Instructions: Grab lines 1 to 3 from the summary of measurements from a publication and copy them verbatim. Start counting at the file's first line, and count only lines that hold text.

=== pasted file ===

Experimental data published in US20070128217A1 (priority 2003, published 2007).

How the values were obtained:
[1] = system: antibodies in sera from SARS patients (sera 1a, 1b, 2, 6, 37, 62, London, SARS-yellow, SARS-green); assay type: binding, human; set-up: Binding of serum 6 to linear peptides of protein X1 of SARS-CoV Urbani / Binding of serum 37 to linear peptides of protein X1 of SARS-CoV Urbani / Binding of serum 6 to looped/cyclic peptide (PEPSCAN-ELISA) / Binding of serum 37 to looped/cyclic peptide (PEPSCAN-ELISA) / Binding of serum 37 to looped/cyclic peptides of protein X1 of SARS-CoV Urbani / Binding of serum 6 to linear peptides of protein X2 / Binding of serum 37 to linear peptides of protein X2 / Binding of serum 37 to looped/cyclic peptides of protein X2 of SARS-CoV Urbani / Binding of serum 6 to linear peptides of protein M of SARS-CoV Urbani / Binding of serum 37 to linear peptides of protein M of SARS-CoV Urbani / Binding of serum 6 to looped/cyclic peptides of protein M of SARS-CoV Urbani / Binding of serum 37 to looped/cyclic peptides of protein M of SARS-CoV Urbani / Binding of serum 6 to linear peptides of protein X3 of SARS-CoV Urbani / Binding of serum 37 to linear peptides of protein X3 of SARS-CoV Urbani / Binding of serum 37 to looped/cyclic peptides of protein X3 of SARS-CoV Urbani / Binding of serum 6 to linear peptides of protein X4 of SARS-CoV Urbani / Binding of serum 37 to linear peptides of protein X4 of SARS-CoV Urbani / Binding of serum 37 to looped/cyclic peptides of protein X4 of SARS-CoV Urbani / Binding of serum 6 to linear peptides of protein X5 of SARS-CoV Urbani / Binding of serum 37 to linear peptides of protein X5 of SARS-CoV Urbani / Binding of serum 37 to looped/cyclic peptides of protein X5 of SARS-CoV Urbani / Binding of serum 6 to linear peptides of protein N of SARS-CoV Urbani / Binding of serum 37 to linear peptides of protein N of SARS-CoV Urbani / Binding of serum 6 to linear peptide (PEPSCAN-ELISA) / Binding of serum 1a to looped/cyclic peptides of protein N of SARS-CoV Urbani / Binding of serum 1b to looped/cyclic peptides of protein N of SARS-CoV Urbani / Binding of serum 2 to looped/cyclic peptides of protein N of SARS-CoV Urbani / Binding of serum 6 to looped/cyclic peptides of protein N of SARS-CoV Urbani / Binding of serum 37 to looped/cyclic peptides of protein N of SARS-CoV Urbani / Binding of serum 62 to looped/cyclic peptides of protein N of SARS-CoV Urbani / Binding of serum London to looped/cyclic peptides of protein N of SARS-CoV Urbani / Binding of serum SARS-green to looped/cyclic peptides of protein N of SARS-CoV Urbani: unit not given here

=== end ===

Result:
Experimental data published in US20070128217A1 (priority 2003, published 2007).

How the values were obtained:
[1] = system: antibodies in sera from SARS patients (sera 1a, 1b, 2, 6, 37, 62, London, SARS-yellow, SARS-green); assay type: binding, human; set-up: Binding of serum 6 to linear peptides of protein X1 of SARS-CoV Urbani / Binding of serum 37 to linear peptides of protein X1 of SARS-CoV Urbani / Binding of serum 6 to looped/cyclic peptide (PEPSCAN-ELISA) / Binding of serum 37 to looped/cyclic peptide (PEPSCAN-ELISA) / Binding of serum 37 to looped/cyclic peptides of protein X1 of SARS-CoV Urbani / Binding of serum 6 to linear peptides of protein X2 / Binding of serum 37 to linear peptides of protein X2 / Binding of serum 37 to looped/cyclic peptides of protein X2 of SARS-CoV Urbani / Binding of serum 6 to linear peptides of protein M of SARS-CoV Urbani / Binding of serum 37 to linear peptides of protein M of SARS-CoV Urbani / Binding of serum 6 to looped/cyclic peptides of protein M of SARS-CoV Urbani / Binding of serum 37 to looped/cyclic peptides of protein M of SARS-CoV Urbani / Binding of serum 6 to linear peptides of protein X3 of SARS-CoV Urbani / Binding of serum 37 to linear peptides of protein X3 of SARS-CoV Urbani / Binding of serum 37 to looped/cyclic peptides of protein X3 of SARS-CoV Urbani / Binding of serum 6 to linear peptides of protein X4 of SARS-CoV Urbani / Binding of serum 37 to linear peptides of protein X4 of SARS-CoV Urbani / Binding of serum 37 to looped/cyclic peptides of protein X4 of SARS-CoV Urbani / Binding of serum 6 to linear peptides of protein X5 of SARS-CoV Urbani / Binding of serum 37 to linear peptides of protein X5 of SARS-CoV Urbani / Binding of serum 37 to looped/cyclic peptides of protein X5 of SARS-CoV Urbani / Binding of serum 6 to linear peptides of protein N of SARS-CoV Urbani / Binding of serum 37 to linear peptides of protein N of SARS-CoV Urbani / Binding of serum 6 to linear peptide (PEPSCAN-ELISA) / Binding of serum 1a to looped/cyclic peptides of protein N of SARS-CoV Urbani / Binding of serum 1b to looped/cyclic peptides of protein N of SARS-CoV Urbani / Binding of serum 2 to looped/cyclic peptides of protein N of SARS-CoV Urbani / Binding of serum 6 to looped/cyclic peptides of protein N of SARS-CoV Urbani / Binding of serum 37 to looped/cyclic peptides of protein N of SARS-CoV Urbani / Binding of serum 62 to looped/cyclic peptides of protein N of SARS-CoV Urbani / Binding of serum London to looped/cyclic peptides of protein N of SARS-CoV Urbani / Binding of serum SARS-green to looped/cyclic peptides of protein N of SARS-CoV Urbani: unit not given here